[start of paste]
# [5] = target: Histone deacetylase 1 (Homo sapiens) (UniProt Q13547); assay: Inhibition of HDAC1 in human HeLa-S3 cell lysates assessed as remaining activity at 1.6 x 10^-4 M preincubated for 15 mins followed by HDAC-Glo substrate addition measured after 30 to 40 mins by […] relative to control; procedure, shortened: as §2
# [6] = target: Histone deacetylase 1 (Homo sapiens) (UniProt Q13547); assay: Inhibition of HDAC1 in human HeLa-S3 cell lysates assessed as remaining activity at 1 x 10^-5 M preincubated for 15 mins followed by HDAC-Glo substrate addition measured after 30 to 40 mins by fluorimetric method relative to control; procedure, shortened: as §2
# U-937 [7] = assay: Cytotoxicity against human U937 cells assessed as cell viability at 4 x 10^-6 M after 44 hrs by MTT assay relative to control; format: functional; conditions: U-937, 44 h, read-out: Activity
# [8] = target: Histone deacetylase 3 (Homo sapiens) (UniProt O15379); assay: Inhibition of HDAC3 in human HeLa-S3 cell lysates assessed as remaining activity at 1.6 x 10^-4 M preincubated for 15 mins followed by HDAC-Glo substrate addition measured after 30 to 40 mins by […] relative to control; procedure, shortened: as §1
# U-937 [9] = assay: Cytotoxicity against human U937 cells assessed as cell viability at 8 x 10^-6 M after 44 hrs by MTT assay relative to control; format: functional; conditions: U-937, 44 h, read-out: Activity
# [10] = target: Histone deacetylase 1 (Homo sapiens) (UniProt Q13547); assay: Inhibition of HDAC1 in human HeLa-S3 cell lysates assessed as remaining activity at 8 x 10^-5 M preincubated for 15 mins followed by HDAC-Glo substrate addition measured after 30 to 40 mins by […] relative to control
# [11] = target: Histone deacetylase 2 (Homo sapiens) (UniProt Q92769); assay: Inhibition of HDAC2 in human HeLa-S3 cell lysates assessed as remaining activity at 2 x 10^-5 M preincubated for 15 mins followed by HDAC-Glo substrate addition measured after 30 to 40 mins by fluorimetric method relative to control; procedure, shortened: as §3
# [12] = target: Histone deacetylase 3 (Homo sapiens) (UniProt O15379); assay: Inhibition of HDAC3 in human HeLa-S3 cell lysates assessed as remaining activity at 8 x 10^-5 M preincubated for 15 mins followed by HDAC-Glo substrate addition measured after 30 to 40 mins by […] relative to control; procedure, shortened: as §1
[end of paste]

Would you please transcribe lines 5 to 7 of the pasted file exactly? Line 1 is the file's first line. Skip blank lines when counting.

# U-937 [9] = assay: Cytotoxicity against human U937 cells assessed as cell viability at 8 x 10^-6 M after 44 hrs by MTT assay relative to control; format: functional; conditions: U-937, 44 h, read-out: Activity
# [10] = target: Histone deacetylase 1 (Homo sapiens) (UniProt Q13547); assay: Inhibition of HDAC1 in human HeLa-S3 cell lysates assessed as remaining activity at 8 x 10^-5 M preincubated for 15 mins followed by HDAC-Glo substrate addition measured after 30 to 40 mins by […] relative to control
# [11] = target: Histone deacetylase 2 (Homo sapiens) (UniProt Q92769); assay: Inhibition of HDAC2 in human HeLa-S3 cell lysates assessed as remaining activity at 2 x 10^-5 M preincubated for 15 mins followed by HDAC-Glo substrate addition measured after 30 to 40 mins by fluorimetric method relative to control; procedure, shortened: as §3